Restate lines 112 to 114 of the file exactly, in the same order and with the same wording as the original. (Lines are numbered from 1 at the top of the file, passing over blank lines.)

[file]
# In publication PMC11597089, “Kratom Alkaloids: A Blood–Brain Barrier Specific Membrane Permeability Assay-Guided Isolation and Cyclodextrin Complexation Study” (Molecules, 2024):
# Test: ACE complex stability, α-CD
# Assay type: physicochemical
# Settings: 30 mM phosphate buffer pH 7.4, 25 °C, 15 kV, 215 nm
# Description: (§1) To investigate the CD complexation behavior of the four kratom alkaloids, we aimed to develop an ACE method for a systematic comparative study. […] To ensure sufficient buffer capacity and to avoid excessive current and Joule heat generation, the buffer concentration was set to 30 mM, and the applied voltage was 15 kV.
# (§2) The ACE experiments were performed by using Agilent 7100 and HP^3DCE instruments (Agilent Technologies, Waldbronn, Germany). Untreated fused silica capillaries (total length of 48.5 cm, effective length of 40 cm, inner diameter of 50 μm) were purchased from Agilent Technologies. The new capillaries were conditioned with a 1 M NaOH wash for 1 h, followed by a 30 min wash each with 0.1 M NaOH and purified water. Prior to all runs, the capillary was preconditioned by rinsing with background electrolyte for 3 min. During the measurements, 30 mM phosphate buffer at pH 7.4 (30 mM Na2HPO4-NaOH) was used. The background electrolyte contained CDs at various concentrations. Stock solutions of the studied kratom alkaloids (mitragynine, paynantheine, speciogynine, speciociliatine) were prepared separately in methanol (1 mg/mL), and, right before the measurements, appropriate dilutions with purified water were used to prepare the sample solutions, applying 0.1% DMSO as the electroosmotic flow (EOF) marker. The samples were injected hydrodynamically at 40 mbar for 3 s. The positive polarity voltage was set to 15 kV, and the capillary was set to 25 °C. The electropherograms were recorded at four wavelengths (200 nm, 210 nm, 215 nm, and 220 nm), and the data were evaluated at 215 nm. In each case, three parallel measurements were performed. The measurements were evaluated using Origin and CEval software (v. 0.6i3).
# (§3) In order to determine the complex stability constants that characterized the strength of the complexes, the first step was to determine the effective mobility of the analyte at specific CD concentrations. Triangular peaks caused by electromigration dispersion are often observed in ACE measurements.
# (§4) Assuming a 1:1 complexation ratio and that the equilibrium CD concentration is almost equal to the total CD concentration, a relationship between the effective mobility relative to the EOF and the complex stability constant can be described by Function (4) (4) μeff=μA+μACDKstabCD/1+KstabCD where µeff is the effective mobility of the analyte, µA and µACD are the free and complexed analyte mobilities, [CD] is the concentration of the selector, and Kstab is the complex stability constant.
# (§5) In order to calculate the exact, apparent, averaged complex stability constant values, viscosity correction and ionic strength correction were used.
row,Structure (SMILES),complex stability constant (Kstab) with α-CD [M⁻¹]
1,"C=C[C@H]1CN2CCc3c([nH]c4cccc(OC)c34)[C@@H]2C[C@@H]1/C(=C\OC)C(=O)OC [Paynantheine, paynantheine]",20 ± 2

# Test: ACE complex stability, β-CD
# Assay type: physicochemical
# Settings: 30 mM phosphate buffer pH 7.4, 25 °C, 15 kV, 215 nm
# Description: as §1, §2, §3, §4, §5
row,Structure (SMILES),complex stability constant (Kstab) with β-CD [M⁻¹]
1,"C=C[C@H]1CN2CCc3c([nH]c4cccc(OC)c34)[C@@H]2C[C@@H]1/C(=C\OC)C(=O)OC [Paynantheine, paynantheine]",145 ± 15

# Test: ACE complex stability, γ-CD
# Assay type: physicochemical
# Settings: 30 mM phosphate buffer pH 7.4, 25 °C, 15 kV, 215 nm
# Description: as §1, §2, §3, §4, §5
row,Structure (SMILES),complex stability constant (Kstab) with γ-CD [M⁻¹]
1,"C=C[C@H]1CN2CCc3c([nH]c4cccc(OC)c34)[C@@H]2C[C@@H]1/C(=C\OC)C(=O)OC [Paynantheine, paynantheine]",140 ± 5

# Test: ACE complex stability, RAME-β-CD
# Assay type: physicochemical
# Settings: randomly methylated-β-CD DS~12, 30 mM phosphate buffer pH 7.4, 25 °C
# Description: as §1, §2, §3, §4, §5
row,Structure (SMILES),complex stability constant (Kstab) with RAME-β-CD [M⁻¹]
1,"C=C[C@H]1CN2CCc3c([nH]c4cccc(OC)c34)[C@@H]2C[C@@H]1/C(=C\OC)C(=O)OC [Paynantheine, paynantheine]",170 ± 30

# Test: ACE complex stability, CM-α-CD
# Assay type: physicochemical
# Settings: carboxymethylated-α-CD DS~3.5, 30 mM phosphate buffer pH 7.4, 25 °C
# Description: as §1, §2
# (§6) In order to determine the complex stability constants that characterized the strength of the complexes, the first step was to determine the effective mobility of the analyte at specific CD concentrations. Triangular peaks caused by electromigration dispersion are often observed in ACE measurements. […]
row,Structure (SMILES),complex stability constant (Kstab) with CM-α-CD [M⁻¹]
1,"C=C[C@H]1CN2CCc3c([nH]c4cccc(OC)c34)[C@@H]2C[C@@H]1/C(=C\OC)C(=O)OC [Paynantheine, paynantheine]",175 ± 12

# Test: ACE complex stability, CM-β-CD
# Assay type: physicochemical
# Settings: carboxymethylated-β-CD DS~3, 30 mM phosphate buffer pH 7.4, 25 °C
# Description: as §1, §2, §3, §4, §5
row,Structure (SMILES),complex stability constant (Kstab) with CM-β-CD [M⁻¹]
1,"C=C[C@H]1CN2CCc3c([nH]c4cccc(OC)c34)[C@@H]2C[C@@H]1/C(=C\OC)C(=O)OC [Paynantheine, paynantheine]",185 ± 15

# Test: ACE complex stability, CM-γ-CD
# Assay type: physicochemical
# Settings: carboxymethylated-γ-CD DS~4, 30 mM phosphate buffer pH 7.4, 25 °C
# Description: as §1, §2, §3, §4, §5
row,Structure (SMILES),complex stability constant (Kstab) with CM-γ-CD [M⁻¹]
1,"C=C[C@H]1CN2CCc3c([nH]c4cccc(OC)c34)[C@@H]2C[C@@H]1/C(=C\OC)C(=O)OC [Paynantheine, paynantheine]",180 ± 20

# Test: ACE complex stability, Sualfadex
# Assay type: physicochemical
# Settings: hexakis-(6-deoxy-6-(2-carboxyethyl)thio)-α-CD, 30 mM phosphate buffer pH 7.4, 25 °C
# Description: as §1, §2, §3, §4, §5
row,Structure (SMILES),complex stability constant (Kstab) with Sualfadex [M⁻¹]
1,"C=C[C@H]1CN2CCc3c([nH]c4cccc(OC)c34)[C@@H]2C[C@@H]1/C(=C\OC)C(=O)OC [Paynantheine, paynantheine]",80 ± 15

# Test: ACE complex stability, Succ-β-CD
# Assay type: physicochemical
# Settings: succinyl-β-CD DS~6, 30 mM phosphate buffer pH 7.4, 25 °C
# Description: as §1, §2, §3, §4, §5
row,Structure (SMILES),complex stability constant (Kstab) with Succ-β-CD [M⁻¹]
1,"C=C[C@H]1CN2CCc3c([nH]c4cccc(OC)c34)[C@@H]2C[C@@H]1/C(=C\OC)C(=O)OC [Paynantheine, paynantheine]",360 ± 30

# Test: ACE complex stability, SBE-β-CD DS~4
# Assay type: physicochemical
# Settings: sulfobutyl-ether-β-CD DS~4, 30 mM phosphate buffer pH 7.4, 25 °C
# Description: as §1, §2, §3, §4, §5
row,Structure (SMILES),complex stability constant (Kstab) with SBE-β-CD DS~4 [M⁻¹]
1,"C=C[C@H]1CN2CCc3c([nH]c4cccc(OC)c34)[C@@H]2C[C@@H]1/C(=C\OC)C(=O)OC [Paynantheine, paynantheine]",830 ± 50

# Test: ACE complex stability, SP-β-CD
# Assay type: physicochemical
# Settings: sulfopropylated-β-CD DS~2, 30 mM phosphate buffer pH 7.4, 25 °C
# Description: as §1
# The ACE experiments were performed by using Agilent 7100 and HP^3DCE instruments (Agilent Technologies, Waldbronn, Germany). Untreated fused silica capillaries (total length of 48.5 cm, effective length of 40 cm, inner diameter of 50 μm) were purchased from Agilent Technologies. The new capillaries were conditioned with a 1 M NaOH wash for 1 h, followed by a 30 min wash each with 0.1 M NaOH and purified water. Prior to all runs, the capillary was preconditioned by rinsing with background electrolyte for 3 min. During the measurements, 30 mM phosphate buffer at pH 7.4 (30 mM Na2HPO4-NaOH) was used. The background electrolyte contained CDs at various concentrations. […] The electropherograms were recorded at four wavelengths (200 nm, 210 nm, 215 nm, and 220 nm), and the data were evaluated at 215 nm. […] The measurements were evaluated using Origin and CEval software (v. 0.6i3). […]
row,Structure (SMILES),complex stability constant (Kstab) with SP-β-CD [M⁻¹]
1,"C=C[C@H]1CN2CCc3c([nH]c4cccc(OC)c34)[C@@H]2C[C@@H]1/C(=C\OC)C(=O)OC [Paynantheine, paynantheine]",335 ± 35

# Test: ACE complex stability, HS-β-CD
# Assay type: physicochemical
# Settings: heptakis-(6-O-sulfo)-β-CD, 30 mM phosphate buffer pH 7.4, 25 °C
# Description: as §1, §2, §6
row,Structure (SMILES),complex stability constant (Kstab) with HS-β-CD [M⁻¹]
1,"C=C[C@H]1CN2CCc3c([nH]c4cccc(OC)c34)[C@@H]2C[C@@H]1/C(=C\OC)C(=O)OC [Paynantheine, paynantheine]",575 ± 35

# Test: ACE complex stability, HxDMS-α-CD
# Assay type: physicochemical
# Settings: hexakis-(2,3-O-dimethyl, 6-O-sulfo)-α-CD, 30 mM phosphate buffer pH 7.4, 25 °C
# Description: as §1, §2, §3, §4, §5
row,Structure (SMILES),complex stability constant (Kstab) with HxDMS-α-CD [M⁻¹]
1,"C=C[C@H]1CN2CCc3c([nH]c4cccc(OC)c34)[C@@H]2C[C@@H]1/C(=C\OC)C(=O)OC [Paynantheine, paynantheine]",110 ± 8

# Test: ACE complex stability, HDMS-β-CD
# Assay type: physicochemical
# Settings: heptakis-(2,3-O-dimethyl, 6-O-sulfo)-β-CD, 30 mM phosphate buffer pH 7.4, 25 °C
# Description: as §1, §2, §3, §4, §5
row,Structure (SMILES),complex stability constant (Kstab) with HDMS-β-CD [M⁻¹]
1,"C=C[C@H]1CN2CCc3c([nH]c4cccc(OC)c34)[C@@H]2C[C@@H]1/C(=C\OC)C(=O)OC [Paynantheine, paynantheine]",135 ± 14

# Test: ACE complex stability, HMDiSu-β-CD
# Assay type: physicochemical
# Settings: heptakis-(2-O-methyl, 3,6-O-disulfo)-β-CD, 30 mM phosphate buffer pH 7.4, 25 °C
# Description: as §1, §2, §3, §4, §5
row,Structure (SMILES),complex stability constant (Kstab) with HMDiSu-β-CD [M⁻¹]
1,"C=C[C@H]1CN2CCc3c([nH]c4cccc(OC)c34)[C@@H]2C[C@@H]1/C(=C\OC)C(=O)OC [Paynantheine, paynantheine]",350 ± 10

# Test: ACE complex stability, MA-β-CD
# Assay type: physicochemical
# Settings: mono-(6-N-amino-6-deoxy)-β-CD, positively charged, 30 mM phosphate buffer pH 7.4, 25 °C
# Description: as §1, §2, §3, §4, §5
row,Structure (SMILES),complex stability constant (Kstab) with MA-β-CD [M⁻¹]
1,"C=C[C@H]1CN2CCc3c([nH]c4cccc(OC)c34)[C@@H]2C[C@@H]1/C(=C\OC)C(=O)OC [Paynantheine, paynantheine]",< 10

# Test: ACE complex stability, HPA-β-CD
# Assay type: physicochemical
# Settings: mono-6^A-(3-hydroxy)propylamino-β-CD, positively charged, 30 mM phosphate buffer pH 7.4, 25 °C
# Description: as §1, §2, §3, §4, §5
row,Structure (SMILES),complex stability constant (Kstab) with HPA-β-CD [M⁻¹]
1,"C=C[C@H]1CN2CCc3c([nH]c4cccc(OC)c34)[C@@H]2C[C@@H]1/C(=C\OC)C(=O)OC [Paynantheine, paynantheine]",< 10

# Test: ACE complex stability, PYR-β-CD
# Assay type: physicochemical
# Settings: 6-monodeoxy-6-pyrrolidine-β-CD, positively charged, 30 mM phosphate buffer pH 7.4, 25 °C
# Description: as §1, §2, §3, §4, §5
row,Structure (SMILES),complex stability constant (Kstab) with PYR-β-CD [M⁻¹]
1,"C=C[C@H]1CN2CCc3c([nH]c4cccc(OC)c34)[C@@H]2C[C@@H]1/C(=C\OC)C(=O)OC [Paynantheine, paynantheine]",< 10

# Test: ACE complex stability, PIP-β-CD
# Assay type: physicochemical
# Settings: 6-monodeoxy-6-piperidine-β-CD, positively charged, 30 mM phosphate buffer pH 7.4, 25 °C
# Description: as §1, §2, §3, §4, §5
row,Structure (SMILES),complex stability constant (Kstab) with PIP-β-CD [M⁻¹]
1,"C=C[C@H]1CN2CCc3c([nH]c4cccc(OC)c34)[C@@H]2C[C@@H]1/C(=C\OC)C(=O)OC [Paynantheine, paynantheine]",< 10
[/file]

# Settings: 6-monodeoxy-6-pyrrolidine-β-CD, positively charged, 30 mM phosphate buffer pH 7.4, 25 °C
# Description: as §1, §2, §3, §4, §5
row,Structure (SMILES),complex stability constant (Kstab) with PYR-β-CD [M⁻¹]